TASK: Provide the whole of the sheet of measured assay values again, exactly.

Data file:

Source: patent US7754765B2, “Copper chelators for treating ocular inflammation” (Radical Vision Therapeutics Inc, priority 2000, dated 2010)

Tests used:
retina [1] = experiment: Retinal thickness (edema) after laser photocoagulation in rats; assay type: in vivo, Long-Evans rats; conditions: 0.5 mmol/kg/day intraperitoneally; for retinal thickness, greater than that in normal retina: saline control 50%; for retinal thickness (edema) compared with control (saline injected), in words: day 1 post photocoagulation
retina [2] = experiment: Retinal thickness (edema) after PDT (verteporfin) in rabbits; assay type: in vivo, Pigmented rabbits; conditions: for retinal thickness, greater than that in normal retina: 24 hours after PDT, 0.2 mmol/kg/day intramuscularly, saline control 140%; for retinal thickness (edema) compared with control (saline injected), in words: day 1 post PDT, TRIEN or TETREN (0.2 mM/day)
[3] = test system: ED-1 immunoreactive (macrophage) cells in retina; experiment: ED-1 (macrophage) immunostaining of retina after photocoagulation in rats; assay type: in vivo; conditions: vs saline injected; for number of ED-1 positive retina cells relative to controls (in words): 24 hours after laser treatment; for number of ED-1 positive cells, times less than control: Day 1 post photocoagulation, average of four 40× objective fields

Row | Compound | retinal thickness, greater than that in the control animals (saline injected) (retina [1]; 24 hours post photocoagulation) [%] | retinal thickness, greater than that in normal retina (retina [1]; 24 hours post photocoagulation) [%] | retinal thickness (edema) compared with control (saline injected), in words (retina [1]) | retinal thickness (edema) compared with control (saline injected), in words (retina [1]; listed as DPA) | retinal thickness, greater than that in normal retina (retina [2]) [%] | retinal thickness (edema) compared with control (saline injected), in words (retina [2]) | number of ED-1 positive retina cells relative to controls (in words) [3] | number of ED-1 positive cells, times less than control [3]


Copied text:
Source: patent US7754765B2, “Copper chelators for treating ocular inflammation” (Radical Vision Therapeutics Inc, priority 2000, dated 2010)

Tests used:
retina [1] = experiment: Retinal thickness (edema) after laser photocoagulation in rats; assay type: in vivo, Long-Evans rats; conditions: 0.5 mmol/kg/day intraperitoneally; for retinal thickness, greater than that in normal retina: saline control 50%; for retinal thickness (edema) compared with control (saline injected), in words: day 1 post photocoagulation
retina [2] = experiment: Retinal thickness (edema) after PDT (verteporfin) in rabbits; assay type: in vivo, Pigmented rabbits; conditions: for retinal thickness, greater than that in normal retina: 24 hours after PDT, 0.2 mmol/kg/day intramuscularly, saline control 140%; for retinal thickness (edema) compared with control (saline injected), in words: day 1 post PDT, TRIEN or TETREN (0.2 mM/day)
[3] = test system: ED-1 immunoreactive (macrophage) cells in retina; experiment: ED-1 (macrophage) immunostaining of retina after photocoagulation in rats; assay type: in vivo; conditions: vs saline injected; for number of ED-1 positive retina cells relative to controls (in words): 24 hours after laser treatment; for number of ED-1 positive cells, times less than control: Day 1 post photocoagulation, average of four 40× objective fields

Row | Compound | retinal thickness, greater than that in the control animals (saline injected) (retina [1]; 24 hours post photocoagulation) [%] | retinal thickness, greater than that in normal retina (retina [1]; 24 hours post photocoagulation) [%] | retinal thickness (edema) compared with control (saline injected), in words (retina [1]) | retinal thickness (edema) compared with control (saline injected), in words (retina [1]; listed as DPA) | retinal thickness, greater than that in normal retina (retina [2]) [%] | retinal thickness (edema) compared with control (saline injected), in words (retina [2]) | number of ED-1 positive retina cells relative to controls (in words) [3] | number of ED-1 positive cells, times less than control [3]